Each episode of the series, which stars Samuel L. Jackson and Afua Hirsch, focuses on a different shipwreck from the Caribbean Sea to the coasts of Africa, England, and the United States.
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The experience was both eye-opening and fraught for Vellacott, who is biracial with a Black Bahamian mother and a white English father. “My skin is lighter, my curls are looser, and so I was never quite accepted by either community in The Bahamas,” she explains. “[Because of this] I initially did not feel like I would be a good representative for uncovering untold stories about the transatlantic slave trade.”
She hesitated at first to join the production, fearing that viewers might accuse the show of colourism for choosing to put a light-skinned, biracial Black woman at the front of a story about the complex legacy of the slave trade. But Vellacott ultimately decided that sharing these stories was more important than her own misgivings.
“I believed that the right people would receive it,” she says. “These are my ancestors, these are my stories, [and] this is my history.”
Reconciling family histories of slavery
For the descendants of enslaved people who were brought over on those wrecked ships, these diving missions can mean finally knowing the truth about what happened to their ancestors.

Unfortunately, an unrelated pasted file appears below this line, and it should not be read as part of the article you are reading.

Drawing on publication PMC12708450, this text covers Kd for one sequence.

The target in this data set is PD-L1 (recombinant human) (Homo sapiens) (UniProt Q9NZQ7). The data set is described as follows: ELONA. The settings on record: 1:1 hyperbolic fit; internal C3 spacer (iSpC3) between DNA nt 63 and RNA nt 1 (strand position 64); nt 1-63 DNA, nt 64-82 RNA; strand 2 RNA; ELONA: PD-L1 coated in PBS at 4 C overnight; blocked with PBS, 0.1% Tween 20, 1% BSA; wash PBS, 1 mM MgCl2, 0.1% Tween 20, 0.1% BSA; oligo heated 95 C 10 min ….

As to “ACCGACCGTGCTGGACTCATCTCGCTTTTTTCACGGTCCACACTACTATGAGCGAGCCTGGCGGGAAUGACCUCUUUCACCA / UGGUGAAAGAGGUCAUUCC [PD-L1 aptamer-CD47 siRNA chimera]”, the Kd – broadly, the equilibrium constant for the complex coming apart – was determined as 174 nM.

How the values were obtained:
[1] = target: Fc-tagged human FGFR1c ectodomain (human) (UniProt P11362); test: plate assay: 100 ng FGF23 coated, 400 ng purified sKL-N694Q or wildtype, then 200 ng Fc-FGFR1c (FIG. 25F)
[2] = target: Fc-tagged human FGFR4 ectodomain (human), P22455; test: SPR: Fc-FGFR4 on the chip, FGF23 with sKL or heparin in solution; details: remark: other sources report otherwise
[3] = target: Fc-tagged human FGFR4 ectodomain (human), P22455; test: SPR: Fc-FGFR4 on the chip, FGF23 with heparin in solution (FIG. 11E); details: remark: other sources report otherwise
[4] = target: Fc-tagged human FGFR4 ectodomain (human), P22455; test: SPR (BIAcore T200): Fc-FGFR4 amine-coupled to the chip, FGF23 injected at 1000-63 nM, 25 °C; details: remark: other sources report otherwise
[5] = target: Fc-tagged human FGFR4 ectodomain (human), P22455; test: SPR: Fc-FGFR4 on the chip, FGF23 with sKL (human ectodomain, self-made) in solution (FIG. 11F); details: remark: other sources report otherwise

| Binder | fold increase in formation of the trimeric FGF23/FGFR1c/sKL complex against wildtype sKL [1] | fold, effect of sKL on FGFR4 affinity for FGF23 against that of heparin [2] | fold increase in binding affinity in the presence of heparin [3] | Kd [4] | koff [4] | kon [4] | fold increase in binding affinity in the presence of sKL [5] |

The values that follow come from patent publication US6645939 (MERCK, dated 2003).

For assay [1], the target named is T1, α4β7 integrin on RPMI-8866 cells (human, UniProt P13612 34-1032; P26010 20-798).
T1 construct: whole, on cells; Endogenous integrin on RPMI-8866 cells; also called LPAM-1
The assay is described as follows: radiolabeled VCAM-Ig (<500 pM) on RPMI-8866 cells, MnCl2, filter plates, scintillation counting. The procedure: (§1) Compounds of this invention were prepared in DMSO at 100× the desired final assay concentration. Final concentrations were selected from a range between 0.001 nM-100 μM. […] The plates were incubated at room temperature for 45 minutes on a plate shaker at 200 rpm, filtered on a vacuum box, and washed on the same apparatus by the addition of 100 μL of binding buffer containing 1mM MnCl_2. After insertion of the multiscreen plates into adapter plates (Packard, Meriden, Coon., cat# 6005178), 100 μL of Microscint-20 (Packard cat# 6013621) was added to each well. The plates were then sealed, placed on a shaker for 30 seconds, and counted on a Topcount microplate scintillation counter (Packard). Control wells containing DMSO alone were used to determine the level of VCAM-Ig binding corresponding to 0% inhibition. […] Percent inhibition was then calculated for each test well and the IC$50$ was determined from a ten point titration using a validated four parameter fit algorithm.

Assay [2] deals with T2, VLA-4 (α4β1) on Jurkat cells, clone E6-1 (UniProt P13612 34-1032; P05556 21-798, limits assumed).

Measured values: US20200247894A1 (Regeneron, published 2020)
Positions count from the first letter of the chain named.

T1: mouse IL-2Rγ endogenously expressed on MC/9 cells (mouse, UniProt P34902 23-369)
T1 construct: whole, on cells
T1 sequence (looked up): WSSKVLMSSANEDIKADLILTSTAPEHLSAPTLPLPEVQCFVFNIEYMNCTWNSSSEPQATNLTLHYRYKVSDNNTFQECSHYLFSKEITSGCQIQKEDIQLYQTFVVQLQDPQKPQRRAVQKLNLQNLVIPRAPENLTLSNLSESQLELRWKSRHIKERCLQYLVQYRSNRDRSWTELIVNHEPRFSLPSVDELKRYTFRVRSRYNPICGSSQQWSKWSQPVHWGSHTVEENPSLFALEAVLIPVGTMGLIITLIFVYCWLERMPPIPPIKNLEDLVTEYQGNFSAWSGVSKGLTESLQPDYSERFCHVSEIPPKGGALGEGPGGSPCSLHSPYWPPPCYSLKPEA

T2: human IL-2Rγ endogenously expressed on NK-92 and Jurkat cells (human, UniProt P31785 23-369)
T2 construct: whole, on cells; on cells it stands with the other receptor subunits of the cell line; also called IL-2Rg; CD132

“Finding the shipwrecks and ensuring that we document them before they’re gone forever is our first lead into what the truth actually is,” she explains. “Because you cannot change what is physically there.”
These fact-finding missions were crucial for Vellacott’s understanding of that history, especially when they happened to link back to her own family. In the first episode she filmed, the team travelled to Cornwall, England, where Vellacott’s father was born.
“And so here I was where my dad had grown up and spent his best years,” she tells me. “And at the same time, I was exploring my mother’s ancestry, and my ancestors’ pain and anguish, and it was a very odd line to straddle.”
The group was in Cornwall trying to find the wreck of The London, a ship that had sailed from the Caribbean to Cornwall’s Ilfracombe Harbour carrying freed Black people who had been re-enslaved by the British. By chance, Vellacott’s first cousins were also visiting the town of Ilfracombe while she was there. She’d never met them before.
“It was just mind-blowing to be telling such a horrible story about what these people did to my ancestors, but at the same time exploring that ancestry and meeting my cousins and feeling such a love for my cousins,” she says.
The trip to Cornwall forced Vellacott to confront some of the painful overlaps between the two sides of her family tree: one side coming from a community with a direct lineage of enslavers, and one whose ancestors were enslaved.
And yet, the stories she and her collaborators were uncovering made it worthwhile, even if they raised difficult questions about her identity in the process. Vellacott says the experience allowed her to fully see and accept herself as a Black woman.
“I [realized] I needed to truly love and accept myself for who I am,” she says. “Because what I am, back in the times of slavery, would either be a heinous crime or it would be an act of profound love. I’m an act of profound love, and that’s what it is.”